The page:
donald-trump

Trump taps State Department’s top hostage negotiator to replace Bolton as national security adviser
Robert C. O’Brien served under Bolton when he was U.N. ambassador

Robert C. O’Brien was sent by President Donald Trump to Sweden in August to try to negotiate the release of rapper A$AP Rocky, who had been arrested on assault charges. (Michael Campanella/Getty Images file photo)

President Donald Trump announced Wednesday he has selected Robert C. O’Brien to replace John Bolton as national security adviser.

“I have worked long & hard with Robert. He will do a great job!” Trump tweeted from California, where he is holding fundraising events.

As background checks talks stall, Trump casts Beto O’Rourke as scapegoat
POTUS: Candidate’s debate remark ‘Convinced many that Dems just want to take your guns away’

Presidential candidate Beto O'Rourke speaks during a town hall event in Alexandria, Va., in April. (Bill Clark/CQ Roll Call file photo)

If Washington fails to enact legislation to strengthen federal firearms background checks or otherwise deal with mass shootings, President Donald Trump suggests the blame will fall on a former House Democrat who wants his job.

With talks toward a measure that could pass a Democratic-controlled House and a GOP-run Senate showing no tangible signs of progress, Trump has vacillated from supporting beefed-up background checks to endorsing a amorphous plan focused on mental health issues he says is the root cause of mass gun massacres.

Democratic debate moderators haven’t done American voters any favors
Three debates in, candidates and media seem averse to discussing economy, jobs and growth

Moderators at the next Democratic debate should go deeper on extreme policies such as Elizabeth Warren’s assault on capitalism and Bernie Sanders’ socialist health care proposal, Winston writes. (Win McNamee/Getty Images)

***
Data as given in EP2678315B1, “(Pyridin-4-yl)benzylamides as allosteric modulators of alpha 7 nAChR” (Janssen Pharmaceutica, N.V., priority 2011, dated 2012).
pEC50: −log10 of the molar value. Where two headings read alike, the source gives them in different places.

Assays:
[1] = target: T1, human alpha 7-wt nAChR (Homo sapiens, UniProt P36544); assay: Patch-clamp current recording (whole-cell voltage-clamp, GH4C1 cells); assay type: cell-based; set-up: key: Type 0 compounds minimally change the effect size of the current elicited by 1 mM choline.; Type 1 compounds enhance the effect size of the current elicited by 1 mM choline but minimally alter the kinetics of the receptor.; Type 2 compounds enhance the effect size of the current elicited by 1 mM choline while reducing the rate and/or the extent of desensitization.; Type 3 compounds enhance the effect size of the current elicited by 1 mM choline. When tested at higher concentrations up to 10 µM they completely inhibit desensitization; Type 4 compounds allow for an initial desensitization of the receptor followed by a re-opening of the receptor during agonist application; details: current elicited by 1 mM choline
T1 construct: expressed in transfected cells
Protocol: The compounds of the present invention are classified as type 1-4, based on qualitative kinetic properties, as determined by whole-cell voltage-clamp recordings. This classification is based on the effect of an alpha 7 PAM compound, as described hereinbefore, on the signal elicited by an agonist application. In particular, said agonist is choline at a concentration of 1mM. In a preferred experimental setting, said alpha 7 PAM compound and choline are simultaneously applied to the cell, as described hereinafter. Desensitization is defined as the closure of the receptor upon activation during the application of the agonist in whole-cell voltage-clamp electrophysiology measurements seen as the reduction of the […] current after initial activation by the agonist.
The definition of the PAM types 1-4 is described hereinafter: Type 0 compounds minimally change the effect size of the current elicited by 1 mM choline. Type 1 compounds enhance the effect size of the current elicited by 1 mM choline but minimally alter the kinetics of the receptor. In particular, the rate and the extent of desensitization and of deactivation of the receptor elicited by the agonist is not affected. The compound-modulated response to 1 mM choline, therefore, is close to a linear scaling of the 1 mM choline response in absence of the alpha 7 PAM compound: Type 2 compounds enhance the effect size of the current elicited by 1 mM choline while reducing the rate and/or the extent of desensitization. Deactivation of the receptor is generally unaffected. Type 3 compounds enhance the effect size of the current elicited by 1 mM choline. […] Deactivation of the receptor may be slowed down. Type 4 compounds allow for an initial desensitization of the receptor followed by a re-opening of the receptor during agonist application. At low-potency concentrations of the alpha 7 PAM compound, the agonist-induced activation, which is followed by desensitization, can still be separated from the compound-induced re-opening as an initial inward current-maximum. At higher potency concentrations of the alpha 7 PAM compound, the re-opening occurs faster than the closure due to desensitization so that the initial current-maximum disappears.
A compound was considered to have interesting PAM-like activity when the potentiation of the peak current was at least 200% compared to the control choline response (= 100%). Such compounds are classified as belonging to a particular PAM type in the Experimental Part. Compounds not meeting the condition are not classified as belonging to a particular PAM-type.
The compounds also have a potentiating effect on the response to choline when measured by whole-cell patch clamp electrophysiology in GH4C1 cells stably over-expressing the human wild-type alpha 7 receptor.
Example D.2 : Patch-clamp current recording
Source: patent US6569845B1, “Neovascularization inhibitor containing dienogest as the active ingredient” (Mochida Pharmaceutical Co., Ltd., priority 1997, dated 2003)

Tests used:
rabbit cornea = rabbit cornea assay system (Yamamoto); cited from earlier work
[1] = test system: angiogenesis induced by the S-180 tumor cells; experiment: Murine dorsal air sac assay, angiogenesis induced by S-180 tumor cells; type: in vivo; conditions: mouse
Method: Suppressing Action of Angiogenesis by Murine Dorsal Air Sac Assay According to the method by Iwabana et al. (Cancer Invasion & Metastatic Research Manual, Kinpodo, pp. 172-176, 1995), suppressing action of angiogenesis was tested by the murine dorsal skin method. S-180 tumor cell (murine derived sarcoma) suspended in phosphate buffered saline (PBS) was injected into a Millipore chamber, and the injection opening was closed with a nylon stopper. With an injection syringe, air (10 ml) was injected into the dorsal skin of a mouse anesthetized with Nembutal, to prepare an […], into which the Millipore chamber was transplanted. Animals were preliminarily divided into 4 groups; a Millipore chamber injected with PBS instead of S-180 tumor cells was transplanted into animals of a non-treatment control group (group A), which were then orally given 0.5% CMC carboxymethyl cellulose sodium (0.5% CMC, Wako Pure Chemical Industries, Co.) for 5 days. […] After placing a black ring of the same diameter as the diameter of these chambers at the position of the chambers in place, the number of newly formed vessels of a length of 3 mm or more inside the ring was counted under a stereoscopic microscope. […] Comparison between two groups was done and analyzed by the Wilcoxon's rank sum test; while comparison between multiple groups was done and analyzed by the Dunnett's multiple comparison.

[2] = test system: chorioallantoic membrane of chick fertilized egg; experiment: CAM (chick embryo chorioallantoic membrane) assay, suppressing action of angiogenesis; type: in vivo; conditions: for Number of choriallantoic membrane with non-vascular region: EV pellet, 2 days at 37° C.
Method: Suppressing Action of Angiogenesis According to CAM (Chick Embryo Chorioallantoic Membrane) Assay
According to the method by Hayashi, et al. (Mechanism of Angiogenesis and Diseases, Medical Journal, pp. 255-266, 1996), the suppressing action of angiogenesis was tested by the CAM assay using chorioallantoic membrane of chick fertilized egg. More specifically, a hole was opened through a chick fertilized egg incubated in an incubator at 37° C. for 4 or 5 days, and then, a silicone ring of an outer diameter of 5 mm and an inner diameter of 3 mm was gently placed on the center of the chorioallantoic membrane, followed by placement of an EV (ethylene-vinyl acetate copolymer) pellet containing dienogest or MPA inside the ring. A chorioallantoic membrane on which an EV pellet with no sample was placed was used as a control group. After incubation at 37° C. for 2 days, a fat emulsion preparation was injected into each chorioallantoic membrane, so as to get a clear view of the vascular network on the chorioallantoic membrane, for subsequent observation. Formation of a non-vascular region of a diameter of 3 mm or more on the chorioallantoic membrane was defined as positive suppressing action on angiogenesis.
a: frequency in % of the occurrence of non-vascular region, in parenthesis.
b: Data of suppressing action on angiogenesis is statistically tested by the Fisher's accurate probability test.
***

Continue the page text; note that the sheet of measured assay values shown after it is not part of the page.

OPINION — The first three Democratic presidential debates — five, if you count the double features in June and July — are, thankfully, in the political rearview mirror. It turns out that despite the hours and hours spent debating, and then the hours and hours talking about the debates, and then the inevitable polls trying to pick winners and losers, the political landscape hasn’t changed much. 

A Sept. 13-15 Morning Consult poll of Democratic primary voters done after the latest debate found Joe Biden still in the lead at 32 percent. Bernie Sanders was in second place at 20 percent with Elizabeth Warren closing in at 18 percent. Everybody else huddled at the bottom with 6 percent or less. The more things change, it seems, the more they stay the same.

Capitol Ink | Gun Bill Control

Corey Lewandowski teases Senate run as he testifies before Judiciary Committee
Former Trump campaign manager appeared to relish spotlight in impeachment hearing

Corey Lewandowski, the former campaign manager for President Donald Trump, tweeted a link to a potential campaign website during the first break in his testimony before the House Judiciary Committee on Tuesday. (Caroline Brehman/CQ Roll Call)

Frustrating the Democrats and proving loyalty to President Donald Trump: That’s just good politics for a Republican.

At least that’s what former Trump campaign manager Corey Lewandowski appeared to be banking on Tuesday as he testified before the House Judiciary Committee and continued to tease a possible bid for Senate from New Hampshire.

Trump mocks Elizabeth Warren’s NYC crowd: ‘Anybody could do that’
Reports: Massachusetts senator drew ‘thousands’ in Washington Square Park

Democratic presidential candidate Sen. Elizabeth Warren, D-Mass., waves to the crowd as she arrives for a rally in Washington Square Park in New York on Monday. (Drew Angerer/Getty Images)

President Donald Trump, who often touts the size of crowds at his events and knocks those of his foes, on Tuesday dismissed an audience Sen. Elizabeth Warren drew the night before in New York City.